Last week I preached from 2 Samuel 11—King David’s fall into sin (the message was entitled “David’s Scandal”).
Here’s one of the introductory statements I made:
We are very good at deceiving ourselves—no one is immune.
I quoted this Bible verse:
The human heart is the most deceitful of all things, and desperately wicked. Who really knows how bad it is?
– Jeremiah 17:9
I wish this wasn’t true, but it is. I wish it wasn’t true of me, but it is.
Think back to the most embarrassing sin you ever committed. Somehow, if only for a moment, you managed to convince yourself of a lie. You disregarded God’s commandments. You hardened your heart to what God was telling you. You decided the rules didn’t apply to you.
We’ve all been there, and David was a prime example. He knew what it was like to walk with God. He trusted God to defeat giants and enemy hordes. He refused to take Saul’s life, even while Saul was pursuing him with murderous intent.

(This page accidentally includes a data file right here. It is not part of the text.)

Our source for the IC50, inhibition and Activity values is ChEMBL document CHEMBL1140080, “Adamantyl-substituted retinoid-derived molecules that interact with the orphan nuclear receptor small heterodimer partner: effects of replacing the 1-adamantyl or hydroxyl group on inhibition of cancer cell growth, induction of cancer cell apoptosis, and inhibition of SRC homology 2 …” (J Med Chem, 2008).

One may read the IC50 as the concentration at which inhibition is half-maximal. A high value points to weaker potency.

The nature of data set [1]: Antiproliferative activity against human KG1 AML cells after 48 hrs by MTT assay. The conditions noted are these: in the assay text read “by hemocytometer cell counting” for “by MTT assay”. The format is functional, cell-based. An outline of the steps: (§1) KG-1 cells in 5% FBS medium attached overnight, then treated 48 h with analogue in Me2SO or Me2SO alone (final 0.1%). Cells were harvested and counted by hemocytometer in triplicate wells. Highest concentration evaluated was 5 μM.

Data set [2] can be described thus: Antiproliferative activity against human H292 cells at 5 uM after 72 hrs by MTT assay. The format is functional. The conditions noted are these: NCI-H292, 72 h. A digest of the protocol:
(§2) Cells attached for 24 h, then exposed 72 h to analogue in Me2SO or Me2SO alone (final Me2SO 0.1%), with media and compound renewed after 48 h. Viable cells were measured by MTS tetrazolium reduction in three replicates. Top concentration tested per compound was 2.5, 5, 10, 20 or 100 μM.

But even this great man of God deceived himself. He could have had any woman in his kingdom except Bathsheba, yet he chose her. His adultery would lead to a coldly calculated murder of one of his own faithful soldiers. He couldn’t see his own wickedness until confronted by Nathan, God’s prophet.
If it can happen to David, it can happen to any one of us. We are masters of self-deception. Accept this truth—embrace it. Doing so will free you of pretenses and allow you to see yourself as you truly are. This requires bravery—it is a frightening process. But the end result is a closer walk with God and freedom from sin.
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